|5032659||Process for preparing water-absorbing and water-swellable polysaccharide graft polymers||July, 1991||Heidel||527/300|
|4421129||Shaped articles for rapid hair drying utilizing polymer blends||December, 1983||Wingard||132/163|
|4134863||Highly absorbent graft copolymers of polyhydroxy polymers, acrylonitrile, and acrylic comonomers||January, 1979||Fanta et al.||527/312|
|EP0131090||January, 1985||Modified carbohydrate polymers.|
This application is a continuation of application Ser. No. 574,311, filed Aug. 29, 1990, now abandoned.
(a) a water absorption capacity of at least 50 g/g;
(b) a suction power of at least 20 g/g after 5 minutes; and
(c) a water absorption rate in distilled water of at least 8 g/g after 30 s, at least 13 g/g after 60 s, and at least 20 g/g after 120 s.
The present invention relates to new cellulose compositions for aqueous media, characterised in that pulverulent cellulose ethers contain superabsorbents with high swelling and suction power, optionally together with other auxiliary agents and additives.
Cellulose ether compositions are used in various fields, e.g. the building industry, the ceramics industry, the oil industry, in cosmetics, pharmaceutical products and detergents, in the textile industry, etc. In many of these fields it is important to dissolve the cellulose ether compositions, which are in a dry form, as rapidly as possible. This frequently requires the cellulose ether composition to be used as a rapidly dissolving, very fine powder, which has the disadvantage of producing dust as well as forming lumps when incorporated in aqueous systems. These serious problems occur mainly in the preparation of building materials but also in the preparation of rapidly dissolving pastes such as sizes.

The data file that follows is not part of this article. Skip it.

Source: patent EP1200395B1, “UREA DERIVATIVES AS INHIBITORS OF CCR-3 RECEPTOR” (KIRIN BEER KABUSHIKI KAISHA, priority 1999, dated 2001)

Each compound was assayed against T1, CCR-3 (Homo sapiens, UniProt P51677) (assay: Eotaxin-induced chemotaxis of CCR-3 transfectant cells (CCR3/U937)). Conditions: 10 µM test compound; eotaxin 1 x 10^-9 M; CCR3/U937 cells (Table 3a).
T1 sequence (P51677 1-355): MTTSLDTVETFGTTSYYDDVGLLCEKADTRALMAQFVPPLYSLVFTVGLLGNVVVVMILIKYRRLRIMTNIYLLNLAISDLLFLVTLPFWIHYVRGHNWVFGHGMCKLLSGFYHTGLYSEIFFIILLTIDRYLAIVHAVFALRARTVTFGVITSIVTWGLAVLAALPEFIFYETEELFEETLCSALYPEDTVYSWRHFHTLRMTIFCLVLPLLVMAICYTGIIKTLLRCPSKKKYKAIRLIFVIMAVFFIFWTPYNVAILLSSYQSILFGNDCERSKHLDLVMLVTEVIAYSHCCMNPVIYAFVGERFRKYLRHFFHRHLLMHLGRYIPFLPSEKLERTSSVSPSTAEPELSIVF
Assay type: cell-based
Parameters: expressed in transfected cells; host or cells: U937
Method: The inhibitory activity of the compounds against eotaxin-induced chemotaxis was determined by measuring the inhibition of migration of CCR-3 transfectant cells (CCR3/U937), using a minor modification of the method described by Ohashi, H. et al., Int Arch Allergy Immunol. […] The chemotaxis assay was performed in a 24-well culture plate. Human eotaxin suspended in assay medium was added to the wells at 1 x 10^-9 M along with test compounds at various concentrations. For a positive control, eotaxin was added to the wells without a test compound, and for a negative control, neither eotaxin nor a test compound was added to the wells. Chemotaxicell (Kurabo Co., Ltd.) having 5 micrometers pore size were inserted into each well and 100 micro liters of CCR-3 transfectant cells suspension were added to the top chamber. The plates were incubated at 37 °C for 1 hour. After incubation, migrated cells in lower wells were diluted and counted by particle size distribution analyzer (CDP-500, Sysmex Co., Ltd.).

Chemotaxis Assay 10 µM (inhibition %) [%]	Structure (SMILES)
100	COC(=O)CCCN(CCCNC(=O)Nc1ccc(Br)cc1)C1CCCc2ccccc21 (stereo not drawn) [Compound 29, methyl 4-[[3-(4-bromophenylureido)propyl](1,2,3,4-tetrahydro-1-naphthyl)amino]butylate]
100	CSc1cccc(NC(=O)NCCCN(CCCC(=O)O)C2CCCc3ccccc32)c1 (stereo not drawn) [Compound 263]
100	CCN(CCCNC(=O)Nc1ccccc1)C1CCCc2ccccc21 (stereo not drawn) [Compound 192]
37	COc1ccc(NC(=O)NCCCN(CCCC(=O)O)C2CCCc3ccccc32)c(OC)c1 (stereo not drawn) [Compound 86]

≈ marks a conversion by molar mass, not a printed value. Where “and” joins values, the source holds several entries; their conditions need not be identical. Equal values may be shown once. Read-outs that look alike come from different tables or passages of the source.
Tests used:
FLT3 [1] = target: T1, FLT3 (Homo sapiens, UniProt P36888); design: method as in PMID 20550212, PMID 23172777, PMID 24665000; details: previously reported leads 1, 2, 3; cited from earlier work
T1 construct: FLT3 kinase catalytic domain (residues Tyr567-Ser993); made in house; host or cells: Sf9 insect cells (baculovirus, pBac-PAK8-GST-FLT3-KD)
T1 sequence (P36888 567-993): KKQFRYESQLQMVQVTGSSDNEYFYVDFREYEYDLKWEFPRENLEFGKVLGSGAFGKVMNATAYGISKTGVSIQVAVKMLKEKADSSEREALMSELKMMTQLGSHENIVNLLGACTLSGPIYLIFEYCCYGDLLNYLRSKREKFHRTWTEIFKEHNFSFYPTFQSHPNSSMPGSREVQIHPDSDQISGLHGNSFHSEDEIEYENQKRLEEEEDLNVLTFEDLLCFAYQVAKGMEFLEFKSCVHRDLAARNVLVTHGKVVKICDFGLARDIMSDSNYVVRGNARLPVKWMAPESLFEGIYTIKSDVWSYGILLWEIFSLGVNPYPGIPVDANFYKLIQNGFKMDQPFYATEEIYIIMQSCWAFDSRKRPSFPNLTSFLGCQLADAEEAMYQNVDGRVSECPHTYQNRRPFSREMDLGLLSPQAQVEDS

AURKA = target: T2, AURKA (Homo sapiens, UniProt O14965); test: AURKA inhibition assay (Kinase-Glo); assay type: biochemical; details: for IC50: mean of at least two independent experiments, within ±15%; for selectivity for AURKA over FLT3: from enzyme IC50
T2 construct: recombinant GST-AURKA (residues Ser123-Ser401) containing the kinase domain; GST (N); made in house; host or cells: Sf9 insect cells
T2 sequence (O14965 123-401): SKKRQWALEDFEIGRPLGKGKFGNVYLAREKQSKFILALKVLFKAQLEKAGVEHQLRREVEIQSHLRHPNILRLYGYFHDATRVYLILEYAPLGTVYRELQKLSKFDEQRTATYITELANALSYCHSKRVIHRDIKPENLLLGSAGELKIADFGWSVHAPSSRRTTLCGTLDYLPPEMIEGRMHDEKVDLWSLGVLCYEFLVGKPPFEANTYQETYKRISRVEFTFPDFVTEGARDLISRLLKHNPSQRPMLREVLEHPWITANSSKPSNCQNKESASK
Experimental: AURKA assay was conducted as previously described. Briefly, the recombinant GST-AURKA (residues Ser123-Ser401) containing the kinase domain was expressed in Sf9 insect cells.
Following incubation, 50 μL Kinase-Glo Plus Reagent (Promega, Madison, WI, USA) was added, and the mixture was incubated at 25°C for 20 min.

DE-A-31 03 338 describes a process which enables rapidly dissolving sizes to be prepared on the basis of pulverulent cellulose ethers. In this process, the pulverulent, optionally partially cross-linked cellulose ethers are converted into a granulate with the addition of water in a granulating apparatus. For packaging purposes, these specially granulated cellulose ethers can be compressed into tablets, briquettes, needles, strands or pellets. As described in DE-A-31 03 338, the compression pressure must be carefully selected to ensure that the pieces formed will be mechanically stable without loss of the pore structure of the fine granulate or impairment of the rapid solubility.
It was an object of the present invention to provide rapidly dissolving compositions of cellulose ethers which dissolve readily without the formation of lumps even though they have not previously been granulated.
The invention relates to a cellulose ether composition which is characterised in that the composition contains at least one cellulose ether and at least one superabsorbent.
By superabsorbent is meant a product which has a high absorption capacity for water and a high suction power for water. Preferred superabsorbents have
a) a water absorption capacity of at least 50 g per g, in particular at least 100 g per g, under the given conditions,
b) a suction power of at least 20 g per g, in particular at least 25 g per g, after 5 minutes under the given conditions, and
c) a water absorption rate in distilled water at room temperature of
at least 8 g/g after 30 s
at least 13 g/g after 60 s
at least 20 g/g after 120 s.
FIG. 1 is a schematic of a G3 frit filled with deionized water to a top edge of a porous matrix.
FIG. 2 is a graph for two compositions 1 and 2 of the ratio of the viscosity of the composition at time t to the viscosity of the same composition 15 minutes later (vertical axis) versus the time in minutes (horizontal axis).